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I do not see a clear distinction between and tags.

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    $\begingroup$ Predictions can be about unknown past values; forecasting can't. Clarifying the tag excerpts / wikis may be appropriate, though. $\endgroup$ Apr 11, 2016 at 15:01
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    $\begingroup$ It's funny that even though [forecasting] would seem me to a subset of [prediction], the former tag has almost twice as many threads as the latter one. $\endgroup$
    – amoeba
    Apr 11, 2016 at 17:20
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    $\begingroup$ @amoeba, that need not be surprising as it seems natural to use specific in place of general tags. I do not use time-series tag when I post something specific only to ARIMA or GARCH, even though both are time series models. $\endgroup$ Apr 11, 2016 at 18:37
  • $\begingroup$ As this is directly related to the newer Meta thread about wikis and that one is resolved, do you want to mark the answer here as accepted too? $\endgroup$
    – amoeba
    Jun 14, 2017 at 9:47
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    $\begingroup$ @amoeba, thanks for the heads-up. Done. $\endgroup$ Jun 14, 2017 at 10:02

1 Answer 1

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Yes, we need both. I think forecasting is more specifically about time-series data -- "What happens next?" Prediction the task of deploying a model to assess unseen data in some way. With prediction, there need not be any time-series component at all; you might just be interested in how well a model does against a holdout set of observations.

Support of this can be found in Cressie & Wikle Statistics for Spatio-Temporal Data, p. 17:

Uncertainty in data, processes or parameters means that there will be uncertainty in conclusions. Statisticians call this drawing of conclusions in the presence of uncertainty, statistical inference (or just inference); in this book, inferences will be either estimation of fixed but unknown parameters, or prediction of unknown random quantities. (Notice that "forecasting," namely concluding something about the future, is a special case of "prediction.")

I've edited this description into the and wikis.

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    $\begingroup$ I agree. Although I tend to enjoy fussing over definitions as an acceptable blood sport, to me the argument is intensely practical. Imagine abolishing either of these tags. That would be futile. There are many, many time series people who would feel deprived without "forecasting" and many, many others who would feel entirely uncomfortable without "prediction". $\endgroup$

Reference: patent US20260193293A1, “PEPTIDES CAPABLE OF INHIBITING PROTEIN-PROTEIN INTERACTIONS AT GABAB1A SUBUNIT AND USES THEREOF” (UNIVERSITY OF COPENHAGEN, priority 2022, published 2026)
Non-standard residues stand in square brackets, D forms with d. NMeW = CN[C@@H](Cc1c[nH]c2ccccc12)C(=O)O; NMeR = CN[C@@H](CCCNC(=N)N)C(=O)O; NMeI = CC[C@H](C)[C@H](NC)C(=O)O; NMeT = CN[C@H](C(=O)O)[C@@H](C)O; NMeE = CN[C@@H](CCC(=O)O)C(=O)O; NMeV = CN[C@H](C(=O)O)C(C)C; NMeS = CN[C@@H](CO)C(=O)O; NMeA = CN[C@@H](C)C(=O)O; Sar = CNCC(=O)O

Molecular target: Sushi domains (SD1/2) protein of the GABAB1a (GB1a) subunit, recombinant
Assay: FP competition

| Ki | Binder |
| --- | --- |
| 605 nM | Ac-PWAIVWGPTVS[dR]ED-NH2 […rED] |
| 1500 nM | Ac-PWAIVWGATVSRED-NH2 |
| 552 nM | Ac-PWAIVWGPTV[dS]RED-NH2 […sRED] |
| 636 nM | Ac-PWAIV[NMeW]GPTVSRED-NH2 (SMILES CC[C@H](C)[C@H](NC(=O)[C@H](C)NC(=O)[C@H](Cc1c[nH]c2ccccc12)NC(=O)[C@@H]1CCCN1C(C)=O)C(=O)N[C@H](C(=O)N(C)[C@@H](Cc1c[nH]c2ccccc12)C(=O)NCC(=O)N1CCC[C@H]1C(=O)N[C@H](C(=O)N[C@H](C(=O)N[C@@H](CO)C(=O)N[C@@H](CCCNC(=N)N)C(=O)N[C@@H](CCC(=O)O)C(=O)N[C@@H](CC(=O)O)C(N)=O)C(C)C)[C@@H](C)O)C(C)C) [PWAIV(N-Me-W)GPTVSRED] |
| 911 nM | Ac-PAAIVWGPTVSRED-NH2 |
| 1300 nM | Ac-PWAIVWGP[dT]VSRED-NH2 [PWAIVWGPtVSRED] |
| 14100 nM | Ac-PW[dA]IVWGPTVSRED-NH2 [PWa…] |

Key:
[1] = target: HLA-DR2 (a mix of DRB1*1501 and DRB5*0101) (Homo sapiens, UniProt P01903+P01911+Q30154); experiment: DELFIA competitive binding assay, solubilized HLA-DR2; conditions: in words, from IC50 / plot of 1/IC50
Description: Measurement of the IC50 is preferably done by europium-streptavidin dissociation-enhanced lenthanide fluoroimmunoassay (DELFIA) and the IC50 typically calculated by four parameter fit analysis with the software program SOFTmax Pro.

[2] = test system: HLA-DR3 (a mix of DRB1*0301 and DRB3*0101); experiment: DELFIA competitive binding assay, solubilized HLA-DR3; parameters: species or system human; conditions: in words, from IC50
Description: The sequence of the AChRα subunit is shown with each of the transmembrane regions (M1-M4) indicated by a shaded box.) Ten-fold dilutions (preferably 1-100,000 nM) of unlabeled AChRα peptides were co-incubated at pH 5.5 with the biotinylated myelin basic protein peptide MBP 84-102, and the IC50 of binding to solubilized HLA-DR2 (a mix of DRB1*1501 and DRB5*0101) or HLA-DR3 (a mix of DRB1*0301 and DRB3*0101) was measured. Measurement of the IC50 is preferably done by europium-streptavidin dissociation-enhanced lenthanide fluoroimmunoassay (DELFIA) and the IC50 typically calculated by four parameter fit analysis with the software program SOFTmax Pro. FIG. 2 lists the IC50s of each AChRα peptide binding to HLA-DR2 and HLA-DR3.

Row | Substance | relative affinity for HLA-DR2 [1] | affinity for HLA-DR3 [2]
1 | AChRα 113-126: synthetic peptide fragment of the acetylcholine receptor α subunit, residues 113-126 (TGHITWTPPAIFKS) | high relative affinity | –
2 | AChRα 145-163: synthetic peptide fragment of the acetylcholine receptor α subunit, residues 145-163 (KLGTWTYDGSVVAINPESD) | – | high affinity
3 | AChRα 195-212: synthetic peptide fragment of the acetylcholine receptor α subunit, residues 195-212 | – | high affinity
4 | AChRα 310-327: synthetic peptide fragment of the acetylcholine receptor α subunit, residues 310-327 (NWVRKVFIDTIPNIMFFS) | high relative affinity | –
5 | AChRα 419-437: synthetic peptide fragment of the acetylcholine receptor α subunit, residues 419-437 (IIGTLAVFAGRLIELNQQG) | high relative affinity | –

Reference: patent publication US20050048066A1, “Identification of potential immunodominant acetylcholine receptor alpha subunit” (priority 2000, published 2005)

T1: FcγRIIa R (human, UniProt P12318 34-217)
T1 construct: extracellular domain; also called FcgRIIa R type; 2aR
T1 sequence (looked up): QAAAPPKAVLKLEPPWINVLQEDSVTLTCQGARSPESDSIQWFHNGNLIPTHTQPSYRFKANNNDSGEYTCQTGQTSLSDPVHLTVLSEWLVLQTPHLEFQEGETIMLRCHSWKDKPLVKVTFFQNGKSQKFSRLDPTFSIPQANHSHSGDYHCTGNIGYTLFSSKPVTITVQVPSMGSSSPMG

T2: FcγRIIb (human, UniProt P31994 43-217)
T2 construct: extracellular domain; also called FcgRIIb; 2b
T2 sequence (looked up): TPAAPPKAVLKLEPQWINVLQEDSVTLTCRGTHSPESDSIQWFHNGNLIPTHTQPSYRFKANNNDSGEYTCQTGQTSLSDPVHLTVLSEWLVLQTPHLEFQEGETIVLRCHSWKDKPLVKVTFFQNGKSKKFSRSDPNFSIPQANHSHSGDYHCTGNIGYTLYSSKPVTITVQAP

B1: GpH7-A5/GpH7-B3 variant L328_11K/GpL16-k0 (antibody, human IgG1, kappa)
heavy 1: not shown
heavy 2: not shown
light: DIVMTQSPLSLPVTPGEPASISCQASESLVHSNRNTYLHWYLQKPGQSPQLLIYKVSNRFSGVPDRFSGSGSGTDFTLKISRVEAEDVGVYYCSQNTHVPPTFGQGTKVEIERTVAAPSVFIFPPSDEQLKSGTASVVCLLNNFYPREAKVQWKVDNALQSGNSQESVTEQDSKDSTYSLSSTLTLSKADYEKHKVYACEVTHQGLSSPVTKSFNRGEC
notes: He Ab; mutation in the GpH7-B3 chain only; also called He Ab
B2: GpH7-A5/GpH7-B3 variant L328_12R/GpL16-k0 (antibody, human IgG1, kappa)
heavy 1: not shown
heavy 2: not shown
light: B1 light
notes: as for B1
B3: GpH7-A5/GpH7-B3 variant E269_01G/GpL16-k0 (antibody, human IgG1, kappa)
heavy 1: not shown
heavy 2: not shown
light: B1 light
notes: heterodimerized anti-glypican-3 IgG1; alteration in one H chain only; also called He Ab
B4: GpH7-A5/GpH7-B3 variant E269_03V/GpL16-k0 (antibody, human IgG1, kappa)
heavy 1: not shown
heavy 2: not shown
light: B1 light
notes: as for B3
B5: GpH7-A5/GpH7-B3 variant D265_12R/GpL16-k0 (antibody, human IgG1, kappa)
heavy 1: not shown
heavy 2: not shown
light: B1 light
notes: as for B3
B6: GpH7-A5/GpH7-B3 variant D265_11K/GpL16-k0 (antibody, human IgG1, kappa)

– Nick Cox
    Apr 11, 2016 at 14:54
  • $\begingroup$ Fine. Then perhaps we should make the distinction between the two clearer? So far forecasting seems to be a subset of prediction. (I am making things a bit simpler than they are, but I want to highlight a point.) $\endgroup$ Apr 11, 2016 at 14:58
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    $\begingroup$ I just read the tags. "Prediction is concerned with assessing the probability of unknown values from known values and inferred relationships." I don't think that matches prediction as widely used at all. Prediction is about predicting [sic] the unknown, but there need be no probability explicit. If I predict systolic blood pressure from body weight in some model, the prediction is (to me) just the fitted value. Some probability is at most implicit. $\endgroup$
    – Nick Cox
    Apr 11, 2016 at 15:09
  • $\begingroup$ But in asserting that typically fitted and predicted are one and the same, I may be starting more hares and clashing with usages in particular fields of statistical science (to say nothing of machine learning). $\endgroup$
    – Nick Cox
    Apr 11, 2016 at 15:09
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    $\begingroup$ Naturally I am not in denial about prediction intervals and so forth. But they are part of how prediction is often done, not an essential part of the definition. $\endgroup$
    – Nick Cox
    Apr 11, 2016 at 15:16
  • $\begingroup$ @NickCox, "in asserting that typically fitted and predicted are one and the same, I may be starting more hares": indeed you are. Here is your first hare. $\endgroup$ Apr 12, 2016 at 6:31
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    $\begingroup$ @StephanKolassa Thanks for the reference. My premise is that forecasting and prediction overlap but are not identical. The comment cited is how I see the mundane practice at elementary or intermediate level of working with regression-like models. I tend to use fitted values and predicted values more or less interchangeably and find that in reading. I am sympathetic to anyone who wanted to introduce a precise distinction, but that would be flying in the face of much relaxed usage. This still leaves the Wiki text, which I find unsatisfactory, while being shy of trying to rewrite it. $\endgroup$
    – Nick Cox
    Apr 12, 2016 at 6:53
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    $\begingroup$ @NickCox I just happened upon a definition in a textbook I am reading, and thought you might be interested. $\endgroup$
    – Sycorax Mod
    Apr 12, 2016 at 18:19
  • $\begingroup$ I like it. Presumably "porceses" was a typo. If borrowing for Wiki, correct "either be" to "be either". $\endgroup$
    – Nick Cox
    Apr 12, 2016 at 18:24

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